This is indeed a matter of great concern. It is perhaps disappointing that the Home Secretary made certain statements to the press yesterday before Parliament had the opportunity to hear his views today. The Home Secretary was reported yesterday as saying that he does not have direct responsibility for specific police operations. I agree. But it is his job to ensure that they are able to co-ordinate security effectively.

It is clear that the security systems themselves failed in a wholly unacceptable way. Indeed, the Home Secretary himself recognised in his response to Questions in another place today that there was a systemic failure. Our purpose in considering this Statement and the event to which it refers, should be to learn the lessons and improve the systems of protection, rather than to satisfy any political or administrative witch-hunt. What lessons have the Government learned about their own responsibilities for the future security of our Royal Family, and more generally of all of us?

The Minister says that urgent work is now being undertaken and that a report will be published in about four weeks. That will be during the Summer Recess. Will the Government make arrangements for the House to debate this important report during the September spill-over period?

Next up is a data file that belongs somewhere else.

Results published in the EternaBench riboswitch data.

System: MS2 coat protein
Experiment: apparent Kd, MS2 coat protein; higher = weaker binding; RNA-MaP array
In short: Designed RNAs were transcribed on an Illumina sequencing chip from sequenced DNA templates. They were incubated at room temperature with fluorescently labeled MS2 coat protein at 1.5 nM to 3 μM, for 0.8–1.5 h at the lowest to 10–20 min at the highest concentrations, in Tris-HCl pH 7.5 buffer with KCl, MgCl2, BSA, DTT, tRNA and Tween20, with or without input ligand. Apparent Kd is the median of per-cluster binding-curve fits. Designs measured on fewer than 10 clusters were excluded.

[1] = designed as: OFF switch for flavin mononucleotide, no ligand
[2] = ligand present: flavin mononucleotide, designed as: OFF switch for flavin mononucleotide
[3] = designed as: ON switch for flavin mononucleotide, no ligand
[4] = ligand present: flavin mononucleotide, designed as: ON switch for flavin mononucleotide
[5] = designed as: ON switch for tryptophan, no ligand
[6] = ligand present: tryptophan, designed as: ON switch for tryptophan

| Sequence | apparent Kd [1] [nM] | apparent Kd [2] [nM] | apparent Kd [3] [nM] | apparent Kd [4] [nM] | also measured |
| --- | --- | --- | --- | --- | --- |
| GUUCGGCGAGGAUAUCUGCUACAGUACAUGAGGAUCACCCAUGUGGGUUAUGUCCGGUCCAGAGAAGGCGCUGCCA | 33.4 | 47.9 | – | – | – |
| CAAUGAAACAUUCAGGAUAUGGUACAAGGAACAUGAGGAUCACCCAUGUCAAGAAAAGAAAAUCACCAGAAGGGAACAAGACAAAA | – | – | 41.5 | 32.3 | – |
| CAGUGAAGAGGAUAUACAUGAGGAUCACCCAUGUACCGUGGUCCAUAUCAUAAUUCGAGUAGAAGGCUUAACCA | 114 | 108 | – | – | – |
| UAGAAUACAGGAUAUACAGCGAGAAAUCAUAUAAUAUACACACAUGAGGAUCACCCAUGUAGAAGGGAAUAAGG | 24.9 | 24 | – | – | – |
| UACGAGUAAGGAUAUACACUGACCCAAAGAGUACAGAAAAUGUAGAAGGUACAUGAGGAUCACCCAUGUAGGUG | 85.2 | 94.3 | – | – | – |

3.32 p.m.

Lord Dholakia: My Lords, I also thank the Minister for repeating the Statement. I endorse almost all of the concerns expressed by the noble Baroness, Lady Anelay.

Only a week ago I was attending a seminar of the Windsor Leadership Trust in Windsor Castle. I was impressed by the courtesy and kindness of the security and police staff in the way that they directed me to the place that I was attending. It was therefore a complete shock to hear what happened during Prince William's 21st birthday party. I share the concern expressed by the Home Secretary and the Prime Minister about the incident. One shudders to think, in the present days of high terrorist alert, what would have happened if it had been someone other than a foolish comedian.